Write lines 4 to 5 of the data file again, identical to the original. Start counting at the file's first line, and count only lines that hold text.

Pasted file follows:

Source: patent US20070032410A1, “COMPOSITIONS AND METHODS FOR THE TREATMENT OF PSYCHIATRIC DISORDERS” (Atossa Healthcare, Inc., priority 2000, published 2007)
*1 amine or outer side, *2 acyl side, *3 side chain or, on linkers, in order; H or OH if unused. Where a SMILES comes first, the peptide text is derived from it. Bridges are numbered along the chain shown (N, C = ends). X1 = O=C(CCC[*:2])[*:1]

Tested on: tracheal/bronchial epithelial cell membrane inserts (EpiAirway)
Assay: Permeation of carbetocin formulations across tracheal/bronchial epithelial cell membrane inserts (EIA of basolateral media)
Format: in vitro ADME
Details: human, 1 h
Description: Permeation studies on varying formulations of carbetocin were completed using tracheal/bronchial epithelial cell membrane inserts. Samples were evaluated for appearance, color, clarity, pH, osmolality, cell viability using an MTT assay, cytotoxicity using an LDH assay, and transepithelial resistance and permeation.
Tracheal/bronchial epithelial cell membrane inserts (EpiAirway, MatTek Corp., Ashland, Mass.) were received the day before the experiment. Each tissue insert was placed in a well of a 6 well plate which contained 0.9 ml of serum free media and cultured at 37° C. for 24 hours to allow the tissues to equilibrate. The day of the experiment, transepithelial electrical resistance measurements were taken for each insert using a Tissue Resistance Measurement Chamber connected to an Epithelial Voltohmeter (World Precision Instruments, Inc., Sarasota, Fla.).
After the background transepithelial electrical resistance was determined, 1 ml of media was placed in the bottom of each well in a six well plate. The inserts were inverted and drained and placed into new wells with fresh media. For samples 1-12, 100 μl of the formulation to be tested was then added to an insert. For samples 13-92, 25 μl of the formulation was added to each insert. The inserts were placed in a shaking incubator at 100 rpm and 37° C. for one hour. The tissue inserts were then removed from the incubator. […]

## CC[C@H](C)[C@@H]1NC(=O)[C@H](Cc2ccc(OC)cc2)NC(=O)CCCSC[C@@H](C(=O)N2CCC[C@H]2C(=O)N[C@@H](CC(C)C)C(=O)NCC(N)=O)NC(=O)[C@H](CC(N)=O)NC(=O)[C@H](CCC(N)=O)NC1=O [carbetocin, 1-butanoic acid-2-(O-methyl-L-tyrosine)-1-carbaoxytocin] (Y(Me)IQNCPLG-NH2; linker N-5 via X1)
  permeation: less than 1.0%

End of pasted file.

Assay: Permeation of carbetocin formulations across tracheal/bronchial epithelial cell membrane inserts (EIA of basolateral media)
Format: in vitro ADME